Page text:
Pentagon eyeing West Coast missile defense sites: report

Pentagon eyeing West Coast missile defense sites: report
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The Pentagon is reportedly evaluating locations on the West Coast for places to install new anti-missile defenses, amid the increasing threat of a nuclear North Korea.

Rep. Mike RogersMichael (Mike) Dennis RogersCoherent strategy needed beyond limited sanctions to counter Russian aggression NSA nominee sails through second confirmation hearing Trump gives jolt to push for military ‘space force’ MORE (R-Ala.) told Reuters on Saturday that the Missile Defense Agency was hoping to install extra defenses, including Terminal High Altitude Area Defense (THAAD) anti-ballistic missiles, on West Coast sites. 


The possibility is being considered shortly after North Korea claimed it successfully launched a missile capable of reaching the entire United States mainland.

THAAD is designed to shoot down short-, medium- and intermediate-range ballistic missiles using radar to detect an incoming threat.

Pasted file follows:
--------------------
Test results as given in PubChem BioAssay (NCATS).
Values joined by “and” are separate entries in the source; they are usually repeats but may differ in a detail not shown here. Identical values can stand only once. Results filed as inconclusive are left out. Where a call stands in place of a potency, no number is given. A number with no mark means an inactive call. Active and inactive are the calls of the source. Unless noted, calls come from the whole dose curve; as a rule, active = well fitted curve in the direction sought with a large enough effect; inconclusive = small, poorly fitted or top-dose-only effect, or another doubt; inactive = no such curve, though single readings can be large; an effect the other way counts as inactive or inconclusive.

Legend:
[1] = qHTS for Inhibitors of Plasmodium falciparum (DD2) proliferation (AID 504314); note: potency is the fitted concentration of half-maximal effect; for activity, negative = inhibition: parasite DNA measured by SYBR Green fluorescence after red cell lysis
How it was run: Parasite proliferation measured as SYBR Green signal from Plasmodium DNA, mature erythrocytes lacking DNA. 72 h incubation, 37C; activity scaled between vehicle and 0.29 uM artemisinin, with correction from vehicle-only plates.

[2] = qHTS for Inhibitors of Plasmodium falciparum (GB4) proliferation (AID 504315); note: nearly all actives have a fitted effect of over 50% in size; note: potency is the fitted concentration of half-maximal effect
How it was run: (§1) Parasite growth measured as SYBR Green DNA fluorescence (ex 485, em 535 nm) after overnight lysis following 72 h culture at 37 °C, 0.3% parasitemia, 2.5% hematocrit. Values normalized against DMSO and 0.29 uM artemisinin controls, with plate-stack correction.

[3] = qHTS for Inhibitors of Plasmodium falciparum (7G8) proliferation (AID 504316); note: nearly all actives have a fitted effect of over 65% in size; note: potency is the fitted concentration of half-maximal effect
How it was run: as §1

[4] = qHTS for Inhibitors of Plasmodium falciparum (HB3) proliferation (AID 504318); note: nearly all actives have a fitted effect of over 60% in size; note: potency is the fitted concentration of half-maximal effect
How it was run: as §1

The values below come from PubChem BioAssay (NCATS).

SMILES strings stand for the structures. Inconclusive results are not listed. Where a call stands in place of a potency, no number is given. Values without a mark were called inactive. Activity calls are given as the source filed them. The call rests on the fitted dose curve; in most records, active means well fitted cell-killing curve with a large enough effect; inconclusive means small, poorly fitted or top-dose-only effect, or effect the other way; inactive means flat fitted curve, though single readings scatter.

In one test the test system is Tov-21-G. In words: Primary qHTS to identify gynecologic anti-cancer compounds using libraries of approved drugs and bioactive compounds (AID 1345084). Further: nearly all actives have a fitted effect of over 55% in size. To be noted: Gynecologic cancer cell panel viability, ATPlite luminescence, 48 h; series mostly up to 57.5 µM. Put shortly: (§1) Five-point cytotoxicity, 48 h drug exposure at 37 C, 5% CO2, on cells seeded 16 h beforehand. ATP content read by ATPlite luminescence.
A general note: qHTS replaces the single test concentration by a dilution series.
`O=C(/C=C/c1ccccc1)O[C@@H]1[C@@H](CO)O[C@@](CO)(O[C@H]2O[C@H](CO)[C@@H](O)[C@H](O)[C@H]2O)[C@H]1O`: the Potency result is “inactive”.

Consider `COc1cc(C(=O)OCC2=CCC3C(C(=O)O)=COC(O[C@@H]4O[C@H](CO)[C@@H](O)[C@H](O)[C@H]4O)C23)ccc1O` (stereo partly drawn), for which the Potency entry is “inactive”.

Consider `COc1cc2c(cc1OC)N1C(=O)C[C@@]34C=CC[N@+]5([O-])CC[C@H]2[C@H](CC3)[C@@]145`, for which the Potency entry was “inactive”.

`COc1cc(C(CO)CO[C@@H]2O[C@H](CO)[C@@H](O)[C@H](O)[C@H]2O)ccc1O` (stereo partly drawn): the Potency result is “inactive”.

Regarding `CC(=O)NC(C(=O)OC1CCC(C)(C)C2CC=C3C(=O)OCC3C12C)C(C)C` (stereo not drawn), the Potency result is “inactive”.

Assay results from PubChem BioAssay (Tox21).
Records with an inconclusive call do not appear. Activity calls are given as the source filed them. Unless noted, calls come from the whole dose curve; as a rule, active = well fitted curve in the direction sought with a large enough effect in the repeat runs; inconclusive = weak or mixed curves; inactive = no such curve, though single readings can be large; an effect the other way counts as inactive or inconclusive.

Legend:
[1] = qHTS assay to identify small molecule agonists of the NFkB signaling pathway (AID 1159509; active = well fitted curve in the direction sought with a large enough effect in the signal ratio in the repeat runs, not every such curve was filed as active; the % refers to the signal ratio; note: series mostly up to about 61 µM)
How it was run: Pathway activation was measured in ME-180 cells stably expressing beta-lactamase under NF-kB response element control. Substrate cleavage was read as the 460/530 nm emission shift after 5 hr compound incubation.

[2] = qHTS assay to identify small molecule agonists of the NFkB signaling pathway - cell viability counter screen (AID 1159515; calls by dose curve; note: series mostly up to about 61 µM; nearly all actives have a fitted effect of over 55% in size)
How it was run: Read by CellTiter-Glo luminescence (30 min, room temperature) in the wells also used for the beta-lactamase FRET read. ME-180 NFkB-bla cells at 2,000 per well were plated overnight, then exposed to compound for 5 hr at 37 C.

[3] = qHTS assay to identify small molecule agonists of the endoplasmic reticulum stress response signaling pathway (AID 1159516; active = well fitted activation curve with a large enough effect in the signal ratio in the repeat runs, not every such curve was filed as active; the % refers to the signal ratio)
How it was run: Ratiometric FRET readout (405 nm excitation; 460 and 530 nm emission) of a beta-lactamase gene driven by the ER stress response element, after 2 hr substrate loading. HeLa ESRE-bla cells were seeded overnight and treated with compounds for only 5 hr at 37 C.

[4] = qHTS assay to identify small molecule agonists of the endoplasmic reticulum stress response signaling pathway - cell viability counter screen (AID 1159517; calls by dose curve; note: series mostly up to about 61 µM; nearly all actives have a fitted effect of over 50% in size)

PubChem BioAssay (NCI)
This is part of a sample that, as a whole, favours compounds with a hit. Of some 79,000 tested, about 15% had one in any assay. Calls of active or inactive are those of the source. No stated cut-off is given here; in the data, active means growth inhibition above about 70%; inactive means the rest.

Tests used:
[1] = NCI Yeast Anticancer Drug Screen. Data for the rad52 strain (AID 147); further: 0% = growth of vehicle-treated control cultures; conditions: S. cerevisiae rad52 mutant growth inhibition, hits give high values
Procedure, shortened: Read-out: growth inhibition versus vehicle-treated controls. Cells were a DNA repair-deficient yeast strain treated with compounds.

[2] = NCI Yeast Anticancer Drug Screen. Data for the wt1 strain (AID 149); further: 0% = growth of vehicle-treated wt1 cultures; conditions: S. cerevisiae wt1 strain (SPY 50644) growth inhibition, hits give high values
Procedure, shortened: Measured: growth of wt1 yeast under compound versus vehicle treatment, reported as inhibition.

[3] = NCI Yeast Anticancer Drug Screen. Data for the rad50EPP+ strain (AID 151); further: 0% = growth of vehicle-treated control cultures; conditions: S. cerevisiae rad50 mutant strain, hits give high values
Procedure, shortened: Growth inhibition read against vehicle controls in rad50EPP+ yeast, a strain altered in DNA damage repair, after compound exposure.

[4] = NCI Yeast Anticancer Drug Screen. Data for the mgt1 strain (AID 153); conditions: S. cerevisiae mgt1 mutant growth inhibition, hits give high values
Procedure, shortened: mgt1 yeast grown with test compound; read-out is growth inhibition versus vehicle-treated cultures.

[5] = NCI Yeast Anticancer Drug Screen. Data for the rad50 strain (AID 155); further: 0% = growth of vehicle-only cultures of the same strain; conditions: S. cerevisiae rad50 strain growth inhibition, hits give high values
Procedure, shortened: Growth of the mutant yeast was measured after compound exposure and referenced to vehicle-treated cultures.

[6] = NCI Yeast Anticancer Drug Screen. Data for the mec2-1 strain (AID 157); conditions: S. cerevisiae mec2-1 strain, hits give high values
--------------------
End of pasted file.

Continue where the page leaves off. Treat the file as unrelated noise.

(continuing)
Funding for the system is not in the 2018 defense budget plan. Rep. Adam SmithDavid (Adam) Adam SmithAmerica cannot afford to be left behind on global development Congress, fight global poverty by modernizing our private-sector tools Overnight Cybersecurity: Trump unveils new sanctions on Russia | Feds say Russian hackers targeted US energy grid | NSA nominee sails through second confirmation hearing MORE (D-Wash.) told Reuters that the sites where the technology would be installed have yet to be determined.

North Korea claimed it carried out successful a missile test last week, two months after its most recent launch attempt.

It was the country’s third intercontinental ballistic missile test, but the first of what North Korea is calling its Hwasong-15 missile.

The missile is said to have flown nearly 2,800 miles high and for a distance of more than 600 miles. Flattened out to typical missile trajectory, experts said, that means the missile can travel a distance of more than 8,000 miles — far enough to strike anywhere in United States.

South Korea installed a THAAD system in September as a defense mechanism against possible North Korean missile launches.